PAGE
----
Strategic Use Of Lean Six Sigma
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Written by Carl Wright   

Six sigma and lean manufacturing are utilized as improvement tools to improve the business. This improvement can take many forms, such as increased business, reduced costs, and improved cycle times or service.

Although lean six sigma projects can be utilized to improve any aspect of a business, it is important to assess the needs from an overall view. Some lean six sigma projects take many months to complete, and it is critical for the time to be utilized wisely. A team of 3-4 six sigma black belts and lean experts can consume of lot of labor and time, and it is critical to have a payback worth the effort.

Lean Six Sigma projects normally follow the DMAIC (Define-Measure-Analyze-Improve-Control) model utilized by six sigma projects. Although the Define phase is the least technical, it warrants all the time necessary to ensure the right projects are selected. For example, if a business has high scrap and costs with a product, it may appear it would be a good candidate for a project. However, it the product is declining due to other factors in the market, a project to develop or design new products might be worthy of consideration.

The Define phase must be fact based. The team should have full knowledge of the objectives and mission of the business, and be empowered to determine the correct projects. Too often, projects are selected on emotion and the power of individuals, which is detrimental to the business and the lean six sigma initiative.

One way of determining which projects to select is based on prioritization techniques. Six sigma black belts are trained to utilize the tools of 7M, prioritization matrix, and cause and effects analysis to determine which projects should have high priority.

Once the project is selected, the project must be thoroughly defined. Along with the definition, the objective should be stated and quantified. For example, the objective could be to "reduce material cost from 40% to 36% for a yearly savings of $618,000.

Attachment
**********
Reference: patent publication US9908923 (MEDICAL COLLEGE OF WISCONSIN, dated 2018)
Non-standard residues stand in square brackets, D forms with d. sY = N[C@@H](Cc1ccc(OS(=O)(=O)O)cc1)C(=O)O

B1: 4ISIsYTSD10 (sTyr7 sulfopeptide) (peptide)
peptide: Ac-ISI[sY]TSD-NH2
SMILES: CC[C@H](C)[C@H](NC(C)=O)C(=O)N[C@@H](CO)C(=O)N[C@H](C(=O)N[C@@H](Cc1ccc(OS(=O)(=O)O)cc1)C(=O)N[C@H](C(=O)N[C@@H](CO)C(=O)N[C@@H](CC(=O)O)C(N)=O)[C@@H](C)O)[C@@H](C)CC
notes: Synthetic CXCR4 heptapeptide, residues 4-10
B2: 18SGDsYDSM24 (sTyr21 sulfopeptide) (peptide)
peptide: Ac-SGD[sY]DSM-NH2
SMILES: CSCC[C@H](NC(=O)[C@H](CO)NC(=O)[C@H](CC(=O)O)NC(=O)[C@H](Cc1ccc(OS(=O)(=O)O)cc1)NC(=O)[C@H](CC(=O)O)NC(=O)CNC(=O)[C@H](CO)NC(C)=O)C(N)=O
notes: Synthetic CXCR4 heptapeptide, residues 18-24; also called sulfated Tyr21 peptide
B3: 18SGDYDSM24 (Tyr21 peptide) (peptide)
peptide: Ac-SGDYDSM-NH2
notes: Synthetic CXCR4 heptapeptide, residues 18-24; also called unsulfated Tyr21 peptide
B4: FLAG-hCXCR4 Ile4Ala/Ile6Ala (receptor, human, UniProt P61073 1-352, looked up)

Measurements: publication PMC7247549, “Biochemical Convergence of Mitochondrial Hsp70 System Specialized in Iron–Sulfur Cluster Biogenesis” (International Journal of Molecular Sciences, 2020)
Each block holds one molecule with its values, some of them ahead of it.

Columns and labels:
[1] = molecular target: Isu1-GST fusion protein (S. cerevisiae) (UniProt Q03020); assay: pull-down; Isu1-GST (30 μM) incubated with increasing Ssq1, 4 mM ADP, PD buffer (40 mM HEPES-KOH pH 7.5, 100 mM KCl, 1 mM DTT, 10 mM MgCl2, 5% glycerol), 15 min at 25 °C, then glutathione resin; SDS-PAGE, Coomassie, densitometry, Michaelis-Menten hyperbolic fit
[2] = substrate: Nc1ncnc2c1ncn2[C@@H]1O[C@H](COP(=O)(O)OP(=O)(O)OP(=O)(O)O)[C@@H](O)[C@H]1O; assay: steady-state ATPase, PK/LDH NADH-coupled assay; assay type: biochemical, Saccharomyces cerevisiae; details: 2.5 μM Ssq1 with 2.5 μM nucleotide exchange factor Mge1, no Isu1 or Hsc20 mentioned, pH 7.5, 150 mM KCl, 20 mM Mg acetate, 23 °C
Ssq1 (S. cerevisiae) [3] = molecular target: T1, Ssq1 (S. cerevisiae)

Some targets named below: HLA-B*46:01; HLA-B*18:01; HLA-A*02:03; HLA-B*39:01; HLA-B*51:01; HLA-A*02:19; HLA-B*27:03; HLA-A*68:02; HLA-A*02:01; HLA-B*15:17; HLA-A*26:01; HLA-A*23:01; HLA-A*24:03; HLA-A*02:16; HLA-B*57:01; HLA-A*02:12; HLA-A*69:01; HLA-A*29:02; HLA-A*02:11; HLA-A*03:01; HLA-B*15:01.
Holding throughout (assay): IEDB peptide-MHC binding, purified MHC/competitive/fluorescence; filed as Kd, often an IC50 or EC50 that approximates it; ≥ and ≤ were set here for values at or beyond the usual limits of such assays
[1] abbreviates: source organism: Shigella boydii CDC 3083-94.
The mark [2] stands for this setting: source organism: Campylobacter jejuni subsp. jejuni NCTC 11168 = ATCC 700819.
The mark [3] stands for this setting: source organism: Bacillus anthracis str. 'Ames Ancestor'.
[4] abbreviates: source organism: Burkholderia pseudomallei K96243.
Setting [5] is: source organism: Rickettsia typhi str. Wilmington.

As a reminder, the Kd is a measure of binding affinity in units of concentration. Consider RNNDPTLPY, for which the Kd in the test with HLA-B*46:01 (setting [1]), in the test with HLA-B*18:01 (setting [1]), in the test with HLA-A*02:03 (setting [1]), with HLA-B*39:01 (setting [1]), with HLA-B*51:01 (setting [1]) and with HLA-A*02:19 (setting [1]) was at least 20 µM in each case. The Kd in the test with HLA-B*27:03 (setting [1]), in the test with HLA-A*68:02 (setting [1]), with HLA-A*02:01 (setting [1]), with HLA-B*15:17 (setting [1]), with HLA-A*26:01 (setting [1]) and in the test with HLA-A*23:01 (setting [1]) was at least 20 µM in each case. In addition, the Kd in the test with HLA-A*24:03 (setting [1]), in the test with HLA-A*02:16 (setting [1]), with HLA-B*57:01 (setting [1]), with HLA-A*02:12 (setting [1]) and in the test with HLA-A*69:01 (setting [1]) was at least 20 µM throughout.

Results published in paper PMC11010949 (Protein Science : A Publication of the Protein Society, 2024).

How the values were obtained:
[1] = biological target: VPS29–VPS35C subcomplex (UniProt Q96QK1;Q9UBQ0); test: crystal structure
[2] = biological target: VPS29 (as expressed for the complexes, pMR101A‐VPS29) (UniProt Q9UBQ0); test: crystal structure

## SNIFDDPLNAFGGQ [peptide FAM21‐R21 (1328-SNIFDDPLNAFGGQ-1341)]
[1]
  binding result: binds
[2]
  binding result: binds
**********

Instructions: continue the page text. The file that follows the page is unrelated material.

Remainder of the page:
The measurement utilizes either six sigma or lean tools. Six sigma often utilizes statistics tools such as histograms, ANOVA (analysis of variance), flow charts, process maps, FMEA (failure mode and effects analysis. Lean tools used for measurement include value stream mapping, OEE (overall equipment effectiveness), time studies, methods and flow analysis.

During the Analyze phase, the "bottom line" is determined. In the example above, the Analyze phase might determine that 60% of the material is below 37% and two products average 73% when scrap rates are included. Six sigma tools such as hypothesis testing and brainstorming could be utilized, as well as the lean tools used in the measurement phase. When the project is more "lean" based, the measurement and analysis are often combined.

Once the problem has been determined, it is time for the Improve phase. Six sigma utilizes tools such as DOE (Design of Experiments), while lean often opts for the PDCA (Plan-Do-Check-Act) approach.

The greatest benefit of a lean six sigma approach, is the "tool kit" available during the Improve phase. The entire set of lean tools could be utilized in the improve phase, such as 5S, kaizen, SMED, OEE, value stream mapping, line balance, pull systems, and many others.

Once the solution has been implemented, control must be applied to ensure the improvement is sustained. Six sigma control charts are often utilized, as well as the lean tool of standardized operations.

When lean manufacturing and six sigma are combined, the result is a more robust set of tools. This enables the practice of solving problems using tools, rather than trying to fit a certain tool set to a problem.

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